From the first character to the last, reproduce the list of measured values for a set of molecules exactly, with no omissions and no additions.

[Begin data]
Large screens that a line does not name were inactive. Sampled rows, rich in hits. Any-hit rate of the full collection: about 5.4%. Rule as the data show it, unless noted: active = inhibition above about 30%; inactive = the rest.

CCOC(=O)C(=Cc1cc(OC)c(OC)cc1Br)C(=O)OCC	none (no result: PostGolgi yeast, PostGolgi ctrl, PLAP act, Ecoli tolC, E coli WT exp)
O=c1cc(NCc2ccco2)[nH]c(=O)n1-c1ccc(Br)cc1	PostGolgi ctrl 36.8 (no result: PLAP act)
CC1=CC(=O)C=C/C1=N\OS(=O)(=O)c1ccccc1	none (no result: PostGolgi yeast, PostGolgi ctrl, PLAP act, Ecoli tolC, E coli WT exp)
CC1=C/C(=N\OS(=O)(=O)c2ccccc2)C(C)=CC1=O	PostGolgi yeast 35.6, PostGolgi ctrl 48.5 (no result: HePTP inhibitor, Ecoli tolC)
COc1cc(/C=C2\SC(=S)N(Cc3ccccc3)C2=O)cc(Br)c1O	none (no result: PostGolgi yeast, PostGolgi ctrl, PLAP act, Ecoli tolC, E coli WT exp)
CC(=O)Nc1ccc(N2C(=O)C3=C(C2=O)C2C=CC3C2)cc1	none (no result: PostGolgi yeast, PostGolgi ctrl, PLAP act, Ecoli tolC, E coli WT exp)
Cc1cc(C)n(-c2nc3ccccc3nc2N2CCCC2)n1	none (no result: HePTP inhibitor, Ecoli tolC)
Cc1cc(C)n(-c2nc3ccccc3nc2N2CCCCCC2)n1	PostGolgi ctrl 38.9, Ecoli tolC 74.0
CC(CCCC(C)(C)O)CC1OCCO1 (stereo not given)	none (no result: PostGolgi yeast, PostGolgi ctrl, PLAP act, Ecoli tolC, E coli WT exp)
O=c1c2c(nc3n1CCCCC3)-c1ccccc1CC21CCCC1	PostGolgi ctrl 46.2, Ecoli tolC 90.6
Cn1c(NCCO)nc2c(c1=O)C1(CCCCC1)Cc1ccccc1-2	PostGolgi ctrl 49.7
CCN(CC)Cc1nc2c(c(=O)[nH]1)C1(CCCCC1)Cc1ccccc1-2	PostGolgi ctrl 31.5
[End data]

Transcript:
Large screens that a line does not name were inactive. Sampled rows, rich in hits. Any-hit rate of the full collection: about 5.4%. Rule as the data show it, unless noted: active = inhibition above about 30%; inactive = the rest.

CCOC(=O)C(=Cc1cc(OC)c(OC)cc1Br)C(=O)OCC	none (no result: PostGolgi yeast, PostGolgi ctrl, PLAP act, Ecoli tolC, E coli WT exp)
O=c1cc(NCc2ccco2)[nH]c(=O)n1-c1ccc(Br)cc1	PostGolgi ctrl 36.8 (no result: PLAP act)
CC1=CC(=O)C=C/C1=N\OS(=O)(=O)c1ccccc1	none (no result: PostGolgi yeast, PostGolgi ctrl, PLAP act, Ecoli tolC, E coli WT exp)
CC1=C/C(=N\OS(=O)(=O)c2ccccc2)C(C)=CC1=O	PostGolgi yeast 35.6, PostGolgi ctrl 48.5 (no result: HePTP inhibitor, Ecoli tolC)
COc1cc(/C=C2\SC(=S)N(Cc3ccccc3)C2=O)cc(Br)c1O	none (no result: PostGolgi yeast, PostGolgi ctrl, PLAP act, Ecoli tolC, E coli WT exp)
CC(=O)Nc1ccc(N2C(=O)C3=C(C2=O)C2C=CC3C2)cc1	none (no result: PostGolgi yeast, PostGolgi ctrl, PLAP act, Ecoli tolC, E coli WT exp)
Cc1cc(C)n(-c2nc3ccccc3nc2N2CCCC2)n1	none (no result: HePTP inhibitor, Ecoli tolC)
Cc1cc(C)n(-c2nc3ccccc3nc2N2CCCCCC2)n1	PostGolgi ctrl 38.9, Ecoli tolC 74.0
CC(CCCC(C)(C)O)CC1OCCO1 (stereo not given)	none (no result: PostGolgi yeast, PostGolgi ctrl, PLAP act, Ecoli tolC, E coli WT exp)
O=c1c2c(nc3n1CCCCC3)-c1ccccc1CC21CCCC1	PostGolgi ctrl 46.2, Ecoli tolC 90.6
Cn1c(NCCO)nc2c(c1=O)C1(CCCCC1)Cc1ccccc1-2	PostGolgi ctrl 49.7
CCN(CC)Cc1nc2c(c(=O)[nH]1)C1(CCCCC1)Cc1ccccc1-2	PostGolgi ctrl 31.5